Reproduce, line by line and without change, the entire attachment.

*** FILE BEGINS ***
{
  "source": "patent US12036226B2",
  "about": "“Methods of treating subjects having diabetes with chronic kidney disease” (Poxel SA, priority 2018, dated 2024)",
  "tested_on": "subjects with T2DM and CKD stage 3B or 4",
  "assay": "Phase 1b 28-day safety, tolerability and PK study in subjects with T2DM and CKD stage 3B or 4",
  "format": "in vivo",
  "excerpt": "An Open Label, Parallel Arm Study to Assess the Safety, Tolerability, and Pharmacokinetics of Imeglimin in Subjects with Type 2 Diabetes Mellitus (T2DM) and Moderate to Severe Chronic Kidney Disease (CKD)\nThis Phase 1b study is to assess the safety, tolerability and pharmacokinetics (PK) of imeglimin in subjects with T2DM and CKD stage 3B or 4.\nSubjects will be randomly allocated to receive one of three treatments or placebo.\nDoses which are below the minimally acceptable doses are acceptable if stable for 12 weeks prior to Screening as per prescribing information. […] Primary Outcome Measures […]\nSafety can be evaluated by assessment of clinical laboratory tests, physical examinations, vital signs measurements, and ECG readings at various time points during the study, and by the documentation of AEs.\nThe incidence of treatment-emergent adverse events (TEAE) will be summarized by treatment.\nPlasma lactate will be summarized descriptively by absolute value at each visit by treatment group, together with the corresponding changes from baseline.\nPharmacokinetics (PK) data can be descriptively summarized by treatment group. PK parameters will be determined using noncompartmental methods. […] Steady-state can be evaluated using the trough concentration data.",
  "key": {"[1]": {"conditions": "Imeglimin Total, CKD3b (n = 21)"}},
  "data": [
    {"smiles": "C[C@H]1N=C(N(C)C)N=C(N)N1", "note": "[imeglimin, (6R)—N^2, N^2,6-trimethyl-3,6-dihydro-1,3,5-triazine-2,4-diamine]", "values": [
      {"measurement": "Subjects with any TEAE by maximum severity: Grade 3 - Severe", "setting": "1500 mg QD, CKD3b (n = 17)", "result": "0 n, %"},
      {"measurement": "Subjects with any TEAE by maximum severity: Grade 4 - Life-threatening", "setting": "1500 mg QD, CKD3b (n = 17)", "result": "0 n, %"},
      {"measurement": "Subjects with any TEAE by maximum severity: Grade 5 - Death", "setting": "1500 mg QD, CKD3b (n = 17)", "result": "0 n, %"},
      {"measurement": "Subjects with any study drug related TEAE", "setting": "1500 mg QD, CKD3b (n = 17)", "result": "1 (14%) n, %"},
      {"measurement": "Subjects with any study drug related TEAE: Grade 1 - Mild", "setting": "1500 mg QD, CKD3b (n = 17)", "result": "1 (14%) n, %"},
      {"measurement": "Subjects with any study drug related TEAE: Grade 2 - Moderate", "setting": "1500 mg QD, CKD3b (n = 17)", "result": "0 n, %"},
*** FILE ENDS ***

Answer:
{
  "source": "patent US12036226B2",
  "about": "“Methods of treating subjects having diabetes with chronic kidney disease” (Poxel SA, priority 2018, dated 2024)",
  "tested_on": "subjects with T2DM and CKD stage 3B or 4",
  "assay": "Phase 1b 28-day safety, tolerability and PK study in subjects with T2DM and CKD stage 3B or 4",
  "format": "in vivo",
  "excerpt": "An Open Label, Parallel Arm Study to Assess the Safety, Tolerability, and Pharmacokinetics of Imeglimin in Subjects with Type 2 Diabetes Mellitus (T2DM) and Moderate to Severe Chronic Kidney Disease (CKD)\nThis Phase 1b study is to assess the safety, tolerability and pharmacokinetics (PK) of imeglimin in subjects with T2DM and CKD stage 3B or 4.\nSubjects will be randomly allocated to receive one of three treatments or placebo.\nDoses which are below the minimally acceptable doses are acceptable if stable for 12 weeks prior to Screening as per prescribing information. […] Primary Outcome Measures […]\nSafety can be evaluated by assessment of clinical laboratory tests, physical examinations, vital signs measurements, and ECG readings at various time points during the study, and by the documentation of AEs.\nThe incidence of treatment-emergent adverse events (TEAE) will be summarized by treatment.\nPlasma lactate will be summarized descriptively by absolute value at each visit by treatment group, together with the corresponding changes from baseline.\nPharmacokinetics (PK) data can be descriptively summarized by treatment group. PK parameters will be determined using noncompartmental methods. […] Steady-state can be evaluated using the trough concentration data.",
  "key": {"[1]": {"conditions": "Imeglimin Total, CKD3b (n = 21)"}},
  "data": [
    {"smiles": "C[C@H]1N=C(N(C)C)N=C(N)N1", "note": "[imeglimin, (6R)—N^2, N^2,6-trimethyl-3,6-dihydro-1,3,5-triazine-2,4-diamine]", "values": [
      {"measurement": "Subjects with any TEAE by maximum severity: Grade 3 - Severe", "setting": "1500 mg QD, CKD3b (n = 17)", "result": "0 n, %"},
      {"measurement": "Subjects with any TEAE by maximum severity: Grade 4 - Life-threatening", "setting": "1500 mg QD, CKD3b (n = 17)", "result": "0 n, %"},
      {"measurement": "Subjects with any TEAE by maximum severity: Grade 5 - Death", "setting": "1500 mg QD, CKD3b (n = 17)", "result": "0 n, %"},
      {"measurement": "Subjects with any study drug related TEAE", "setting": "1500 mg QD, CKD3b (n = 17)", "result": "1 (14%) n, %"},
      {"measurement": "Subjects with any study drug related TEAE: Grade 1 - Mild", "setting": "1500 mg QD, CKD3b (n = 17)", "result": "1 (14%) n, %"},
      {"measurement": "Subjects with any study drug related TEAE: Grade 2 - Moderate", "setting": "1500 mg QD, CKD3b (n = 17)", "result": "0 n, %"},